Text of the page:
20,000 Days on Earth

20,000 Days on Earth

20,000 Days on Earth

Innovative mix of fiction and documentary essay with Nick Cave as both subject and co-conspirator, portraying the Australian musician's artistic process and combining it with a narrative of his 20,000th day on Earth. The feature debut from British visual artists Iain Forsyth and Jane Pollard, who took home the World Cinema (Documentary) award for directing at Sundance 2014.

"Nick Cave has long been one of the most fascinating and enigmatic figures in the music and film world. 20,000 Days on Earth enhances his mystique... The film weaves two parallel narrative threads. The first is a cinematic portrait of Cave's 20,000th day, created through a series of staged, but not scripted, scenes and encounters. The second looks in depth at his creativity - from writing through recording and rehearsal to performance... Ultimately, 20,000 Days reaches beyond Cave to ask all of us how many days we've been alive and what use we've made of that time." (Sundance Film Festival)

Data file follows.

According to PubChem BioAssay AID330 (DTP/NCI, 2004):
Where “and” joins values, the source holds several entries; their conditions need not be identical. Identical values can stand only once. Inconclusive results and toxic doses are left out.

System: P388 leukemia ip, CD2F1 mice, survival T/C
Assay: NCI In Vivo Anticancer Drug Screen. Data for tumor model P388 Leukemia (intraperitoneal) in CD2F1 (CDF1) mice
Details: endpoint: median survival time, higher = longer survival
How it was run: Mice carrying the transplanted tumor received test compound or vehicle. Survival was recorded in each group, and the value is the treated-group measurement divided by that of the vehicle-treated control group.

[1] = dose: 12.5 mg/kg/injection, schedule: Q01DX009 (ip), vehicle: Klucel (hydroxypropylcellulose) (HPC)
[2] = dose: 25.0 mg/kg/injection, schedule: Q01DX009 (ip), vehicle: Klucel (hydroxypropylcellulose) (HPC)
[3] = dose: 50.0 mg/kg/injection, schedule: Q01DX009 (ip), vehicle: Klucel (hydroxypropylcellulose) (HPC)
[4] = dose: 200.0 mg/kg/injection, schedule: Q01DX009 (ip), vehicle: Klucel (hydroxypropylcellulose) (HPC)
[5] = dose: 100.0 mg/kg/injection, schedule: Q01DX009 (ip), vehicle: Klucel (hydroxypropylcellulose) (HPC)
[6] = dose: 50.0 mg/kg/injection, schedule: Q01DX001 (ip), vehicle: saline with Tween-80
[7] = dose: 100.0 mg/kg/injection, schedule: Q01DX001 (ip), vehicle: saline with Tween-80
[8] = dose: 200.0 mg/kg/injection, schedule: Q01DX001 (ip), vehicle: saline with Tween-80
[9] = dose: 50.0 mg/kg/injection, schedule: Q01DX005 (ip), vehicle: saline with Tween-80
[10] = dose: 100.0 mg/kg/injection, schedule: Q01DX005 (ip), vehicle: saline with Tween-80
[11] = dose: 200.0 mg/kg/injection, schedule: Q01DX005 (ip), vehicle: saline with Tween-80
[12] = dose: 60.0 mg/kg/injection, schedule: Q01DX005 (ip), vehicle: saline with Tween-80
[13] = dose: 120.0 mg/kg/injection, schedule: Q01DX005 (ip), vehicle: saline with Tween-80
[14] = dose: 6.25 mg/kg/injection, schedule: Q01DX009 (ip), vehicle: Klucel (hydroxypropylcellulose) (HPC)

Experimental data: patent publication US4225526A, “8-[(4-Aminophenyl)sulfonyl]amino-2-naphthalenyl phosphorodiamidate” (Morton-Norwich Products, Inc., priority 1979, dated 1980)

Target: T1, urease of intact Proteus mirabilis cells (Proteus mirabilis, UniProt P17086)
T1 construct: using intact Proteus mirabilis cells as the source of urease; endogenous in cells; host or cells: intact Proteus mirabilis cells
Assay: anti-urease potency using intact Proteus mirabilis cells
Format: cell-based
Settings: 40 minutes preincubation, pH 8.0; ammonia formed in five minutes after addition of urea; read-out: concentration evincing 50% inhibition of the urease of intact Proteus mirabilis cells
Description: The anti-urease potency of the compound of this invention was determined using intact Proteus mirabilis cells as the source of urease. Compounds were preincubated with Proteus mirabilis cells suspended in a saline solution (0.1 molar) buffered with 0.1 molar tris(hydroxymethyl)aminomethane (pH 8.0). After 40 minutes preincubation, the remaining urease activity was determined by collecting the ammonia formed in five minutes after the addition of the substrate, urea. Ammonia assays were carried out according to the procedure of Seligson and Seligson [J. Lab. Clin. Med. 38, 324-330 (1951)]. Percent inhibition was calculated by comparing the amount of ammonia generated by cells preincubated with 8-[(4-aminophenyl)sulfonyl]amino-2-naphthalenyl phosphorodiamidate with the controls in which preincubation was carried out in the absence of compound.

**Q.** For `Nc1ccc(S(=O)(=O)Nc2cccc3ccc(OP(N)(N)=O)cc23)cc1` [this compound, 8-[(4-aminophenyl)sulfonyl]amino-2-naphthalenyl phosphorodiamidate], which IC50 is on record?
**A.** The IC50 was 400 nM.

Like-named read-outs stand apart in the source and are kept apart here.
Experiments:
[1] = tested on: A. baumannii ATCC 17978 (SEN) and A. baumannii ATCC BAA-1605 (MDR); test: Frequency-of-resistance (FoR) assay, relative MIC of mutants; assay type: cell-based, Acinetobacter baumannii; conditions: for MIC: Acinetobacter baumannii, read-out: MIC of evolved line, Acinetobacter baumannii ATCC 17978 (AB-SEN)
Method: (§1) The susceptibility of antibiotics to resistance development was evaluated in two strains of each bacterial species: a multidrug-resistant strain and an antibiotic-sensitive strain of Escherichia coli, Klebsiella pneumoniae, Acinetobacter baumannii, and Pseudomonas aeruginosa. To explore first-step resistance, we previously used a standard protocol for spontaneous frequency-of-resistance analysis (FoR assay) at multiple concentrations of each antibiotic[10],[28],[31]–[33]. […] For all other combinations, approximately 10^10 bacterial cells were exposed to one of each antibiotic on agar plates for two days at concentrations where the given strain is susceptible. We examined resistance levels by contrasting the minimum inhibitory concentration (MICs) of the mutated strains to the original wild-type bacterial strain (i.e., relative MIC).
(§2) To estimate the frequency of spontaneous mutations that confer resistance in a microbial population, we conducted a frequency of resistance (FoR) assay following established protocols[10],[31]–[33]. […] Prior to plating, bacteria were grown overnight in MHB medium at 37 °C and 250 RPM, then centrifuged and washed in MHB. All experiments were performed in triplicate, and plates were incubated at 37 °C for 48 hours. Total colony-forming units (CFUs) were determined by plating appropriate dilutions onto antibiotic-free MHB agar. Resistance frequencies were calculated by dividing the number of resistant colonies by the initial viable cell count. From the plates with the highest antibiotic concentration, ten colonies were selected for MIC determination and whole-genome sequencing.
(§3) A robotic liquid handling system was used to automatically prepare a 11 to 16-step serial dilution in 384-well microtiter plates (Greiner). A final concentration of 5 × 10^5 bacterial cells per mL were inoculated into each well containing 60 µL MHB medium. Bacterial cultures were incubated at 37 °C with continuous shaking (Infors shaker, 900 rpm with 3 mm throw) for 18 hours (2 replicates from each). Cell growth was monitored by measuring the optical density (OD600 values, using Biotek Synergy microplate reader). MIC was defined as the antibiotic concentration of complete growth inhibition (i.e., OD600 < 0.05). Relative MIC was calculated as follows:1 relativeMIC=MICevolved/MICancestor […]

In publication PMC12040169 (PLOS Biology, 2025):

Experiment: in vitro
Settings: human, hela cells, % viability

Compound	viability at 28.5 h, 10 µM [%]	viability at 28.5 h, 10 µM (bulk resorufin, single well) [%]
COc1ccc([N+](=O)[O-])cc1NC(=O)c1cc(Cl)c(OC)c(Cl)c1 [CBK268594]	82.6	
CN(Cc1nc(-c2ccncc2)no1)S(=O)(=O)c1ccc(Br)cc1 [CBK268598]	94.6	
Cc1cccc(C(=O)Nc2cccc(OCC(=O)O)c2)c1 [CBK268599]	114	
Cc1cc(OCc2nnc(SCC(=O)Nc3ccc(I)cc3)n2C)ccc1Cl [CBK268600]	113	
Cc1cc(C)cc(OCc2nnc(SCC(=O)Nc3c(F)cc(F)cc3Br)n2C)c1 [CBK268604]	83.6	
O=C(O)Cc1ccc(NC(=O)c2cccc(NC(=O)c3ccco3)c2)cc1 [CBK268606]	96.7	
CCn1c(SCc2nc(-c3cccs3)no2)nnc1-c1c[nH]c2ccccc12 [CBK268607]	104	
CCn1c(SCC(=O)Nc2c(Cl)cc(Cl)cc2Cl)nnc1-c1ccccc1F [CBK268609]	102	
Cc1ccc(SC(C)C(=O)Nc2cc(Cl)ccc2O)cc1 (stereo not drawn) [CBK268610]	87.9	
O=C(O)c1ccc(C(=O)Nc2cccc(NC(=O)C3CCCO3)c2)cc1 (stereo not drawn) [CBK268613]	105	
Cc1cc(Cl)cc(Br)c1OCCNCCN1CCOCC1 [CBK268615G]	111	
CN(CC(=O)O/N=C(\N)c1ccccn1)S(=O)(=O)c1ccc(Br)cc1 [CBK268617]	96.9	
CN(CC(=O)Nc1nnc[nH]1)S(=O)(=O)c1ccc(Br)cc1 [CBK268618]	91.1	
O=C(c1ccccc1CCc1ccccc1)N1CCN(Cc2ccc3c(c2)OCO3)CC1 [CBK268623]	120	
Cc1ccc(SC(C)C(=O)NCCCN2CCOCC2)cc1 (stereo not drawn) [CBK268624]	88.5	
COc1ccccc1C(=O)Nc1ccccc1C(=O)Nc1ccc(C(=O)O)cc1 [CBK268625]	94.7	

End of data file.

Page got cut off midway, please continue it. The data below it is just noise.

World Cinema (Documentary) Director and Editing Award at Sundance Film Festival 2014
2014Rating: MA15+, Strong nudity and sexualised imagery98 minsUK
DocumentaryDrama

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20,000 Days on Earth / Reviews

Flicks, Adam Fresco

Flicks, Adam Fresco

Directors Iain Forsyth and Jane Pollard combine documentary and drama, music and musings on life, in a portrait of Australian musician Nick Cave as he spends his 20,000th day on Earth. For some, it’ll be a dreamlike, day-in-the-life treatment that teeters on pretentious; an arty conceit that confounds and confuses more than it engages or enlightens. For others, it offers a magical montage of music and imagery, fractured insights and diverting discussions.

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Variety

Variety

An aptly intense and innovative study of the pioneering rock poet. Playfully disguises itself as fiction while more than fulfilling the requirements of a biographical documentary.

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Sydney Morning Herald

Sydney Morning Herald

It’s a graphic illustration of the rock star as god and it made me feel queasy.

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Hollywood Reporter

Hollywood Reporter

[Cave] invites us to get acquainted with a self-mythologising heightened version of who he is, a character in his own fully inhabited fiction... shows an uncommon coherence of vision between the British visual artists and their subject.

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Film Threat

Film Threat

It’s a documentary, transformed into something greater. A memory, rewritten for us to explore.

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